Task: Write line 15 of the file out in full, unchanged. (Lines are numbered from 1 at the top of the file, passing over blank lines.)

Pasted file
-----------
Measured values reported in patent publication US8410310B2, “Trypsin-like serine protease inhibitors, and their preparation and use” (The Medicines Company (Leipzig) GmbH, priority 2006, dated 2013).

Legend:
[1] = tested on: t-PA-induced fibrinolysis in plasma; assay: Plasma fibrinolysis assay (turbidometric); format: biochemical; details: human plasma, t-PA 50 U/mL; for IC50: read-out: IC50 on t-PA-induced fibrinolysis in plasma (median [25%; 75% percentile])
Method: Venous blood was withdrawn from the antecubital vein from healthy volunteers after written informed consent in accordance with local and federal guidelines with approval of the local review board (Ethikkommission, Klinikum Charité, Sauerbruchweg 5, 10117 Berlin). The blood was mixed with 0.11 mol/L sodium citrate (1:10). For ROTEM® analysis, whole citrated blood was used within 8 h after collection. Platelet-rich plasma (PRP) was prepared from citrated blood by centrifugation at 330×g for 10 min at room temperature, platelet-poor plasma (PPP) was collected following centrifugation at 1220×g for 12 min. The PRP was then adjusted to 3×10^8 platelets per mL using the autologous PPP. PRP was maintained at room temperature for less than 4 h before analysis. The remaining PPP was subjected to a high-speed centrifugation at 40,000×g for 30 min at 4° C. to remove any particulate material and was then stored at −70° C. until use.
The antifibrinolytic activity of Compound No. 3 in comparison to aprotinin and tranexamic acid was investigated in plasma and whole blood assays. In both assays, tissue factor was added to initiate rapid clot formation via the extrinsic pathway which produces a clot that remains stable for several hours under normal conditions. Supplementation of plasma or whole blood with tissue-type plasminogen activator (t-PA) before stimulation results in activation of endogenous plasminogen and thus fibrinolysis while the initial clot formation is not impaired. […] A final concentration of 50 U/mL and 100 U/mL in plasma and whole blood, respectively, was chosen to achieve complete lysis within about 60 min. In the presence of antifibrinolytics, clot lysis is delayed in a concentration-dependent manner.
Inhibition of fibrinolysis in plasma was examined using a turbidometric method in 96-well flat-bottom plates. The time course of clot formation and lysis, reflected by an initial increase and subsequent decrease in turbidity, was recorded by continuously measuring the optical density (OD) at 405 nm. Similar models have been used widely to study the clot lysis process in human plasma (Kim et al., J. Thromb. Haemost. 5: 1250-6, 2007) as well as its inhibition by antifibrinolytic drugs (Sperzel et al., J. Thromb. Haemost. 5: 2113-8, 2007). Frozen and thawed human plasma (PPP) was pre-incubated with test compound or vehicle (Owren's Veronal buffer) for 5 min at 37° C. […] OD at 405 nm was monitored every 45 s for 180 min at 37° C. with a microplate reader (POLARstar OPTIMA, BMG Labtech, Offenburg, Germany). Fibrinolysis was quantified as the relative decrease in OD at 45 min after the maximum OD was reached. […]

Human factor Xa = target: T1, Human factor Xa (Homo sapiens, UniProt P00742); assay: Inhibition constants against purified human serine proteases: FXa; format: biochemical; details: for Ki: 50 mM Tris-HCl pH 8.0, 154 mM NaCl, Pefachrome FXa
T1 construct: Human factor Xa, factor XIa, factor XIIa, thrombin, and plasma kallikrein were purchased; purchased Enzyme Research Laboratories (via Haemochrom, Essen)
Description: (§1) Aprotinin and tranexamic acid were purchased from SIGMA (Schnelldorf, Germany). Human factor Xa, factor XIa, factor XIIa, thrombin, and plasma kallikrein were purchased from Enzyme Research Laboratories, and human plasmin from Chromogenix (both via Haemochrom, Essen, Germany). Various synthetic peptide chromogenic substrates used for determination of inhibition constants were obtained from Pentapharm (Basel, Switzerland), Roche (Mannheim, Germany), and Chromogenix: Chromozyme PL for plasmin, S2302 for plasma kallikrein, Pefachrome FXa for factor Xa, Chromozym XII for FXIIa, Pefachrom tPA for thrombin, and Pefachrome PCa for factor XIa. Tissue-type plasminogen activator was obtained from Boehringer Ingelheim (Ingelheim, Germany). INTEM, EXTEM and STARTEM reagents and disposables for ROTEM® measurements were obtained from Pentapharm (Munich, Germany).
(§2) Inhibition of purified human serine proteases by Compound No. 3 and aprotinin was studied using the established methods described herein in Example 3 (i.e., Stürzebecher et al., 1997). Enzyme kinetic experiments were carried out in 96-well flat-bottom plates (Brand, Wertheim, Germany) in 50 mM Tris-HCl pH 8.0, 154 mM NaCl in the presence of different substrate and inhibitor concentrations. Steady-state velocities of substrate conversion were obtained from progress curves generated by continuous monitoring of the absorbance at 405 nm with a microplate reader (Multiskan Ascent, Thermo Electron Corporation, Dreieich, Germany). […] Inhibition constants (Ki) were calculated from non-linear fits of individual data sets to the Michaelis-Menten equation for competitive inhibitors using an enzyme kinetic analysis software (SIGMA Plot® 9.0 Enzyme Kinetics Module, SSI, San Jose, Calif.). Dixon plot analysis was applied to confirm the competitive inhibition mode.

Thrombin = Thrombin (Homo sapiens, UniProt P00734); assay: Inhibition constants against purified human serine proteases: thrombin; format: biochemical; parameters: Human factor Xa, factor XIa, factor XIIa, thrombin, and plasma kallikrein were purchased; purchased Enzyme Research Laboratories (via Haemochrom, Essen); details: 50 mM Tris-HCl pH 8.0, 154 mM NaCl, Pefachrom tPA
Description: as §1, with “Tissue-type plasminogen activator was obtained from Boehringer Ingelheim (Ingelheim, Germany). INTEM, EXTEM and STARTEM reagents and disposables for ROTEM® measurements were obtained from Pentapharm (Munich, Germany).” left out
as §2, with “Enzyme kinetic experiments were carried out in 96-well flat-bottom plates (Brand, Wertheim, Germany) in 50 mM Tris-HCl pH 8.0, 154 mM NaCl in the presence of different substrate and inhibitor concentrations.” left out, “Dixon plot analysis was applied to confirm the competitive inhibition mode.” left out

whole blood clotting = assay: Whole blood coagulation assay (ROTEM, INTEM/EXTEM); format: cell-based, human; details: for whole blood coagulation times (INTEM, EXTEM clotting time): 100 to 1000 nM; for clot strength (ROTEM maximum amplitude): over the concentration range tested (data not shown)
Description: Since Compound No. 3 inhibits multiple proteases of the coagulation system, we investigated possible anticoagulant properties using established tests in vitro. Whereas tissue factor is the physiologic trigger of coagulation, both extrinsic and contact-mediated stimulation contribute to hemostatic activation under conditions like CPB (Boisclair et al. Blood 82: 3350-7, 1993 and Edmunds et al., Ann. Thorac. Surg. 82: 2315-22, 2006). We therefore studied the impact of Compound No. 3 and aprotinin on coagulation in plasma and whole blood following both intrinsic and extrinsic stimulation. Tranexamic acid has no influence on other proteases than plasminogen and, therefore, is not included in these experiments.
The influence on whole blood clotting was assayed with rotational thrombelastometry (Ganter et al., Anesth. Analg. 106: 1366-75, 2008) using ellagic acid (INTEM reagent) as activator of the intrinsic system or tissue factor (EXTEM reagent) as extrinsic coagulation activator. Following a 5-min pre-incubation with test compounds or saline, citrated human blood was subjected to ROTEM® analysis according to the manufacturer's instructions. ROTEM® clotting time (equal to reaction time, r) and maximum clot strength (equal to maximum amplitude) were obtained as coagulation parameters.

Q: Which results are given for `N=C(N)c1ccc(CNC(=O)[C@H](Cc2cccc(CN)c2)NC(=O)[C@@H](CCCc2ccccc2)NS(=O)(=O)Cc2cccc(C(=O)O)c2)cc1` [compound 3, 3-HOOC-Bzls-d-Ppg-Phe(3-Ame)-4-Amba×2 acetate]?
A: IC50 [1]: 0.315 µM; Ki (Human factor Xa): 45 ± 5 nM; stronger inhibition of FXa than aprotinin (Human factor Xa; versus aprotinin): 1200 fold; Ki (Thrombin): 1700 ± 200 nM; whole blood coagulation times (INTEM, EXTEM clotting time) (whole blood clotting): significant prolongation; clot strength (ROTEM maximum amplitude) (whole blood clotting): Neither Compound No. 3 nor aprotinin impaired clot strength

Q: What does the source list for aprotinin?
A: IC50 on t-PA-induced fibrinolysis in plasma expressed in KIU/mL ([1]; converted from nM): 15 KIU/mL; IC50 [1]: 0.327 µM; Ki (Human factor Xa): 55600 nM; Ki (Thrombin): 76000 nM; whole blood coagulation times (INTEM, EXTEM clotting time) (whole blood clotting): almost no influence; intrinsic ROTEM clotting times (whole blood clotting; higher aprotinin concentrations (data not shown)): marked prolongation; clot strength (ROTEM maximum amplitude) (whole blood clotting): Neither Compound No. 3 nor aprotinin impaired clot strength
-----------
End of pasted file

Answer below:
Description: Since Compound No. 3 inhibits multiple proteases of the coagulation system, we investigated possible anticoagulant properties using established tests in vitro. Whereas tissue factor is the physiologic trigger of coagulation, both extrinsic and contact-mediated stimulation contribute to hemostatic activation under conditions like CPB (Boisclair et al. Blood 82: 3350-7, 1993 and Edmunds et al., Ann. Thorac. Surg. 82: 2315-22, 2006). We therefore studied the impact of Compound No. 3 and aprotinin on coagulation in plasma and whole blood following both intrinsic and extrinsic stimulation. Tranexamic acid has no influence on other proteases than plasminogen and, therefore, is not included in these experiments.